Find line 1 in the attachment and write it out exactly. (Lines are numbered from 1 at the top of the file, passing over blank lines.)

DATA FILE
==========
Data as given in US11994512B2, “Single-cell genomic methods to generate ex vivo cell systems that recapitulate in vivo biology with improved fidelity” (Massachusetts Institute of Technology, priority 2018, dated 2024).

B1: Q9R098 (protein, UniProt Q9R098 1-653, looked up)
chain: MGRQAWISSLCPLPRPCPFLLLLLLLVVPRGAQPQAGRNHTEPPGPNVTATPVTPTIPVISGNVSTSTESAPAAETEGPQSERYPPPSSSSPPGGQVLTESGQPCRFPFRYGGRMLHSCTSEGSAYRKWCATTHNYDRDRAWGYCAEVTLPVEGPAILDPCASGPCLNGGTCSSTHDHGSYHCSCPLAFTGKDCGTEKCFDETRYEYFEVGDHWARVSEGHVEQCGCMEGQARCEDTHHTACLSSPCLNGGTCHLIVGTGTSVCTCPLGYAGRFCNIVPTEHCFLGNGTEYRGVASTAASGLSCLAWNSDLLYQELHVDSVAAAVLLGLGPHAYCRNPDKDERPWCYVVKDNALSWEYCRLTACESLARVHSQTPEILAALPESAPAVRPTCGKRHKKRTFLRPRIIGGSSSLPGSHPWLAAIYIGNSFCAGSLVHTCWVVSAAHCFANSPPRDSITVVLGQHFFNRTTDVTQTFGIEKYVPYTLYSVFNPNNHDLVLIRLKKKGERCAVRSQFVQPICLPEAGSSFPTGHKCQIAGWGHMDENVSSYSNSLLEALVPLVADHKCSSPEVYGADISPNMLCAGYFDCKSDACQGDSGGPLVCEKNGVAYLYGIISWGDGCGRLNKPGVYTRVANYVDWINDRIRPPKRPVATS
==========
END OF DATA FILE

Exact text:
Data as given in US11994512B2, “Single-cell genomic methods to generate ex vivo cell systems that recapitulate in vivo biology with improved fidelity” (Massachusetts Institute of Technology, priority 2018, dated 2024).